Question Video: Writing Compound Names from Chemical Formulas | Nagwa Question Video: Writing Compound Names from Chemical Formulas | Nagwa

Question Video: Writing Compound Names from Chemical Formulas Chemistry • First Year of Secondary School

Which of the following is equivalent to the chemical formula “3CO₂”? [A] 3 free carbon atoms and 6 free oxygen atoms [B] 1 molecule of triple carbon dioxide [C] 3 carbon monoxide molecules [D] 3 dioxycarbon molecules [E] 3 molecules of carbon dioxide

03:31

Video Transcript

Which of the following is equivalent to the chemical formula three CO2? (A) Three free carbon atoms and six free oxygen atoms. (B) One molecule of triple carbon dioxide. (C) Three carbon monoxide molecules. (D) Three dioxycarbon molecules. Or (E) three molecules of carbon dioxide.

To answer this question, we first need to understand the components of a chemical formula. A chemical formula is an expression of chemical symbols and numerical subscripts that represent the composition of one unit of a compound. So let’s take a closer look at the chemical formula CO2. In this formula, we see a capital C and a capital O. These are the chemical symbols of carbon and oxygen.

Following the chemical symbol of oxygen, we see a subscript two. A subscript after a chemical symbol tells us the number of atoms of that element in one unit of a compound. No subscript appears after the chemical symbol of carbon. This means that one unit of this compound only contains one atom of carbon.

We now know that one unit of this compound contains one atom of carbon and two atoms of oxygen. But what type of compound is CO2 and what is its chemical name? Both carbon and oxygen are nonmetals. When atoms of two nonmetals form a compound, the type of compound is a binary molecular compound, which consists of atoms of two different elements, which are covalently bonded together.

So we now know that the carbon and oxygen atoms are covalently bonded together to form one molecule. We can name this binary molecular compound by writing the name of the first element in the chemical formula. The first element in the formula is carbon. Next, we write the root of the second element’s name, followed by the suffix I-D-E. The root of the word “oxygen” is “ox,” to which we’ll add the suffix I-D-E. Finally, we’ll add Greek prefixes in front of each word to indicate the number of atoms of each element in the compound. But if there is only one of the first element listed in the name, we won’t use the prefix mono-.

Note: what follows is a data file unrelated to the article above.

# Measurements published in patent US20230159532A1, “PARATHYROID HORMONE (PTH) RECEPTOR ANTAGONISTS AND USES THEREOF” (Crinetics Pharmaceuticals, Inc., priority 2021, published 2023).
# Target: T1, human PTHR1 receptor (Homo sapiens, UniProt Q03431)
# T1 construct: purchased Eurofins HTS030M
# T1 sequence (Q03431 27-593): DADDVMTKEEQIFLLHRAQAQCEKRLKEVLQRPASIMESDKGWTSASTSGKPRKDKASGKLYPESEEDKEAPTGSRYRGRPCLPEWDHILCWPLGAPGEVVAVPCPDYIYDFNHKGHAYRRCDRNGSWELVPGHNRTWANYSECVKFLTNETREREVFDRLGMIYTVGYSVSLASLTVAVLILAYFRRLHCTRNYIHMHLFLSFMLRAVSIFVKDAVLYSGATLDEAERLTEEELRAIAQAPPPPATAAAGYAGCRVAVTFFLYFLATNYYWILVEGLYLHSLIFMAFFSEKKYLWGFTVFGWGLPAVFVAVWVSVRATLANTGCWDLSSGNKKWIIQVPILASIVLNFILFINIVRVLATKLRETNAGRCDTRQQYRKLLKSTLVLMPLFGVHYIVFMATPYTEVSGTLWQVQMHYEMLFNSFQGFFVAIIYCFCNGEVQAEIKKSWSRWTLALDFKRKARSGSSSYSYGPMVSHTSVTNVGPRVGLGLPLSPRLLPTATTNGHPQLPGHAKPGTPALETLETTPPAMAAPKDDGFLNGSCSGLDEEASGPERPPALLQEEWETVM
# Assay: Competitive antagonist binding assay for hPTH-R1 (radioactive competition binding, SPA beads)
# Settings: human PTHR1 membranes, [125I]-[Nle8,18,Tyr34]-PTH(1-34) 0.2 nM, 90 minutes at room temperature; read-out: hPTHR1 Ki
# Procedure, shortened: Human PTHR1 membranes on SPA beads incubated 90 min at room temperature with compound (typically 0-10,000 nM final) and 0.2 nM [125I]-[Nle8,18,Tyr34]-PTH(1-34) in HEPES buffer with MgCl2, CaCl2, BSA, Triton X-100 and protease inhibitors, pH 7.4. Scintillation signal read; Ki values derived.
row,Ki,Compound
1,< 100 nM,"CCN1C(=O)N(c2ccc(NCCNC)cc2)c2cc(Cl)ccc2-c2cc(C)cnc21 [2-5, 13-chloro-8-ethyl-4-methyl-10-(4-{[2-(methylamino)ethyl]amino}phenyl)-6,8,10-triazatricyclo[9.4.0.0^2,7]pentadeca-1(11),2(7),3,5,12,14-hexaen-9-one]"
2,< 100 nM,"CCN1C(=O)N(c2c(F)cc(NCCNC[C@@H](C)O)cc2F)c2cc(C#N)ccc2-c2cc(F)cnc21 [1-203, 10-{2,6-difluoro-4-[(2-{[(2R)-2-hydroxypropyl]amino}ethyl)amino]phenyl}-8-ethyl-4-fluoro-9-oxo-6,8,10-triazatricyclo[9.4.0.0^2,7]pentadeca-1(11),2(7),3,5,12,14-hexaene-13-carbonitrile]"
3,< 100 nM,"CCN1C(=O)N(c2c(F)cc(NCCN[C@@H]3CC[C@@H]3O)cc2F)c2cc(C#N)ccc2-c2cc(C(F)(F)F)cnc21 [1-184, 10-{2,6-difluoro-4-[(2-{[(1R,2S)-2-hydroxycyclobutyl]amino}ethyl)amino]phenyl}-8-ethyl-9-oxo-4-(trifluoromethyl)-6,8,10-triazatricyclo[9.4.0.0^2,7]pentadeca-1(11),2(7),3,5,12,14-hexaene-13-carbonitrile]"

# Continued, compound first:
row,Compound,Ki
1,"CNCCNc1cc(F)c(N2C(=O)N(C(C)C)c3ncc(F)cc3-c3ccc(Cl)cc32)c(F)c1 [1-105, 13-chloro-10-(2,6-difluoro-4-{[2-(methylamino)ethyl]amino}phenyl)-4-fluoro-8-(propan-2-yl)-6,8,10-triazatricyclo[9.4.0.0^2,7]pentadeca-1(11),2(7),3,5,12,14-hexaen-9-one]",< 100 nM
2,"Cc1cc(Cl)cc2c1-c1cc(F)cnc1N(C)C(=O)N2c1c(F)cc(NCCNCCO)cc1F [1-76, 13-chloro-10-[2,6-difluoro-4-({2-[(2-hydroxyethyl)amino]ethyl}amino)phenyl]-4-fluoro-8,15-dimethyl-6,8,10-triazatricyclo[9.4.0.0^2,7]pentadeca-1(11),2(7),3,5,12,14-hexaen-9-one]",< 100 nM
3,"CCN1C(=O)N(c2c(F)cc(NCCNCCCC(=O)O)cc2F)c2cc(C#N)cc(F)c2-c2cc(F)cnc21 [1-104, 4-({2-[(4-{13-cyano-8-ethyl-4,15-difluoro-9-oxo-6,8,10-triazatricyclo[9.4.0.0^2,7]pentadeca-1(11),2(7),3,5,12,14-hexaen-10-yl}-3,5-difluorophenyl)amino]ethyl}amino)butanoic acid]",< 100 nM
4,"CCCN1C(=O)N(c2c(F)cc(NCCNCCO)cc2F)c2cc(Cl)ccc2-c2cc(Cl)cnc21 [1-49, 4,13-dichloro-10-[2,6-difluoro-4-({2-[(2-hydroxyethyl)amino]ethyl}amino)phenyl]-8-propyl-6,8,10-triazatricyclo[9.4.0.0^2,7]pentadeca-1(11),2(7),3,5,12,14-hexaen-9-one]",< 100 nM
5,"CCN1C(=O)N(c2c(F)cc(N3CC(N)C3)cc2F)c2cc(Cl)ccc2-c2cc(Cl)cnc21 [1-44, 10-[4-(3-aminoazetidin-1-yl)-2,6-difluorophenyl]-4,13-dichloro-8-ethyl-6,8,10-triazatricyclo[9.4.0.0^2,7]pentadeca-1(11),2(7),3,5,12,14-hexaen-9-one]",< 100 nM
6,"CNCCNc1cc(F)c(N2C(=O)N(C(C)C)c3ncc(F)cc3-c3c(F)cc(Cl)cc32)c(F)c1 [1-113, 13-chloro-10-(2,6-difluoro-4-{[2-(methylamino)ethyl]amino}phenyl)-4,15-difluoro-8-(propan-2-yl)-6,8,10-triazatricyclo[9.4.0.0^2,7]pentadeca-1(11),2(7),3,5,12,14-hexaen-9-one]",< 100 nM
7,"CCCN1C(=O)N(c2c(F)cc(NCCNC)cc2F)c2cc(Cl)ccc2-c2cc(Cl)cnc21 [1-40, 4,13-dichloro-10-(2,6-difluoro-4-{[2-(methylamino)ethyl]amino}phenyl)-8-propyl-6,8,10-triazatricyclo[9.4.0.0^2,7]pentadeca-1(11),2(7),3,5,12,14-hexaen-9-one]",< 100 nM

There is only one carbon atom, so we won’t add a prefix to the word “carbon.” But there are two oxygen atoms, so we need to add the prefix di- in front of the word “oxide.” So now we know that CO2 is a molecule which contains one atom of carbon and two atoms of oxygen and has the name carbon dioxide.

The last thing we need to account for is the three written in front of CO2. Numbers written in front of a chemical formula are called coefficients. Coefficients are used to indicate the number of discrete units, either molecules or formula units, depending on the type of compound. So placing a three in front of the chemical formula CO2 indicates that there are three molecules of carbon dioxide. From this, we can determine that the correct answer is answer choice (E). The chemical formula three CO2 is equivalent to three molecules of carbon dioxide, answer choice (E).

Join Nagwa Classes

Attend live sessions on Nagwa Classes to boost your learning with guidance and advice from an expert teacher!

  • Interactive Sessions
  • Chat & Messaging
  • Realistic Exam Questions

Nagwa uses cookies to ensure you get the best experience on our website. Learn more about our Privacy Policy